Grooving With Spring

Yes, everything is ahead of schedule. One simply has to embrace what is – it is spring after all!

I’m loving the early bulbs. This is their (albeit brief ) time to shine. The mix of periwinkle-blue scillas and mauve creeping-myrtle carpeting the top of the front garden is the sweet sight that greets me when I return home from anywhere. The yellow of the daffodils in their midst give an extra pop of delight.

In the meadow, as the earth is greening up, the small bulbs sit like scattered gems twinkling in the clear sunshine. Every day reveals more treasures. Makes getting on with the daily chores so much more exciting. It’s hard to be grumpy when surrounded by beautiful new beginnings. At the same time, I find it totally distracting!

Last week, while I was tackling the numerous hydrangea surrounding the meadow, I kept pausing to admire the new growth at their base. It looked like there was a larger amount of dead wood to cut off and as a result, the shrubs seemed to be shrinking in size. At first, I was quite alarmed. It had been a rather mild winter so I didn’t expect much loss. Spying the basal shoots emerging shyly was a relief.
And then my eyes came to rest upon the primroses and hyacinths nosing through the soil. So charming and reassuring. Not far from where I was working, I noticed black-capped chickadees investigating an opening on the trunk of the sugar maple where a branch used to be. Perhaps they will be moving in soon.

Using the lengths of grapevine prunings to wrap around the railing at the end of the driveway, I was struck by the way the buds sat on the climbing hydrangea that also grows around this structure. The plumules make the vine look like a network of stringed lights as though waiting to illuminate the garden. Which of course they shall when their creamy lace-cap flowers bloom. Meanwhile, assorted birds seemed to think I was giving away nesting material – they demonstrated great expertise at swooping in, picking up a short bit of grapevine and taking off to sites unseen.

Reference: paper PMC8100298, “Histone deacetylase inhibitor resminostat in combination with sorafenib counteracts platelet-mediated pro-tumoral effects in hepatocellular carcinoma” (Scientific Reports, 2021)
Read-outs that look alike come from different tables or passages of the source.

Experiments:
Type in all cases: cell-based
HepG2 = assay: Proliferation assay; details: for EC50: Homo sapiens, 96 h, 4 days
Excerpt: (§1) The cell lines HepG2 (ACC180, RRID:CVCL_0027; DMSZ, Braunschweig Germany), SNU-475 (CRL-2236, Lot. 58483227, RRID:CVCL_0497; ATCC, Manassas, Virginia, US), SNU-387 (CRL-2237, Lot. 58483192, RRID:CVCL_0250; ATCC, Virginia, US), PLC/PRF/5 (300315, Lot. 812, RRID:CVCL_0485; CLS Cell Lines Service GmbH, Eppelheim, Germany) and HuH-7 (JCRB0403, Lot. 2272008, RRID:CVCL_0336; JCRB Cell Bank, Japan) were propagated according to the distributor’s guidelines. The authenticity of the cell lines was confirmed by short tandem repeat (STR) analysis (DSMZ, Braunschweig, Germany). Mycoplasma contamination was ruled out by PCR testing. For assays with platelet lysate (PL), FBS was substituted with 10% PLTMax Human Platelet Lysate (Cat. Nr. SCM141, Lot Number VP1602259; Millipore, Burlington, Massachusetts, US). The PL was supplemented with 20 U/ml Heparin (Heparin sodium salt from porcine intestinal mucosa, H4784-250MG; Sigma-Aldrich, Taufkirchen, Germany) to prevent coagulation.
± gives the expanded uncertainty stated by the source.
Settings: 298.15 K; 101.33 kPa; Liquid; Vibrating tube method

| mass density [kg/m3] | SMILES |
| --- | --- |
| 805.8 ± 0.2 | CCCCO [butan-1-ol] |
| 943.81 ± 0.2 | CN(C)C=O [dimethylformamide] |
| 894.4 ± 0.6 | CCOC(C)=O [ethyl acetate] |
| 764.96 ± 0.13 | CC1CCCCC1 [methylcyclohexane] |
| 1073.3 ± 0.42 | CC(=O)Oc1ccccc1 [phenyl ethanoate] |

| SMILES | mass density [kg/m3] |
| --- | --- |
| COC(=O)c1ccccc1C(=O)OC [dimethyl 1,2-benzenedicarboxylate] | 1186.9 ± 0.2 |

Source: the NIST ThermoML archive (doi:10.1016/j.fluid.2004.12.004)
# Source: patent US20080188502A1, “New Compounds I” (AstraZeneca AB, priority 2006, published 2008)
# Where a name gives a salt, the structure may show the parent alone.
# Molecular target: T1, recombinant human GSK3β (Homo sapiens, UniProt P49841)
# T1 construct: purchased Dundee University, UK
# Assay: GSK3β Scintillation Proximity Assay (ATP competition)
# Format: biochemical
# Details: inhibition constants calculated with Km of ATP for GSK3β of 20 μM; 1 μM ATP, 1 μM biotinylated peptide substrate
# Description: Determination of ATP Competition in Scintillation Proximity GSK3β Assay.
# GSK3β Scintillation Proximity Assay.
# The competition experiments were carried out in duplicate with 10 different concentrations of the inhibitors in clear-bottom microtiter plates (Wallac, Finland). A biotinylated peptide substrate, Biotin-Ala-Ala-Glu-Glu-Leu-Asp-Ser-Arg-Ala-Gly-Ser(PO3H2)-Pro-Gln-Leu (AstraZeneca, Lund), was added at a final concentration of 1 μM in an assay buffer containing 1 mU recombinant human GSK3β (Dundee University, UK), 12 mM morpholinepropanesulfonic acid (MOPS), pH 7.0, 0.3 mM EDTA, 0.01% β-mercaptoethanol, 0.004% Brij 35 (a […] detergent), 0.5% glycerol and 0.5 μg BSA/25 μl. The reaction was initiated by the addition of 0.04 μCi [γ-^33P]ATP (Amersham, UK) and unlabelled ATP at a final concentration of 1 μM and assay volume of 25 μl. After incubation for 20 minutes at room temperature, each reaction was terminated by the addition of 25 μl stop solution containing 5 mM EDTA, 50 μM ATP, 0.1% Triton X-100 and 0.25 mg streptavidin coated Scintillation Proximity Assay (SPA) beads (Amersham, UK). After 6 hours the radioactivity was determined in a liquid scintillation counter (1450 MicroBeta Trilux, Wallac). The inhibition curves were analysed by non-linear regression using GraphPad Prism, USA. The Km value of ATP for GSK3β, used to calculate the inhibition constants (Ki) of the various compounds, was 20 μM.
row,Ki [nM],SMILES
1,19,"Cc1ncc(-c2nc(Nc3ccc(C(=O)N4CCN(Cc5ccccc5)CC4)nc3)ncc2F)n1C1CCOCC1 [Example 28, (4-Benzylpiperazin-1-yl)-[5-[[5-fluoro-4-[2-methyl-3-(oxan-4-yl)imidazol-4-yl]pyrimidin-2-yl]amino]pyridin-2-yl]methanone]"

Cool weather vegetable plugs await planting. But first I must clear the plot of anything that could harbor slugs and turn over the green cover of unidentifiable seedlings that have spontaneously sprouted. I think that this year I will spread a nice layer of sharp grit over the soil to deter the aforesaid pest. However, before I do all that, I must stop to run my hand over the creeping thyme that has self-seeded near by. The fragrance evokes menus for herb infused meals under the new pergola. Soon, very soon….

In the greenhouse, several plants can be brought outside but the kumquats hanging like tiny suns catch my attention. Now I’m off to make kumquat chutney. A dollop of it goes divinely with a sliver of cheese atop a cracker. Add a glass of perfectly chilled white wine and you have a feast.

As a result of the joyous diversions, every task takes longer than they ought. The going is slow but the spirit is high. As Mother Nature colors in the garden, the anticipation is palpable. An awful lot of chores need to be done and time always seems short. Yet, I know I cannot let myself miss these days of rebirth. After all, they hold all of a gardener’s hopes and dreams.

Is my garden’s Open Day marked on your calendar? It is May 7, 2016. 10:00 am to 4:00 pm.

Raphsody In Blue seems like the theme playing in the garden right now:

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Climbing hydrangea with plumules

Climbing hydrangea with plumules

(c) 2016 Shobha Vanchiswar

 

 

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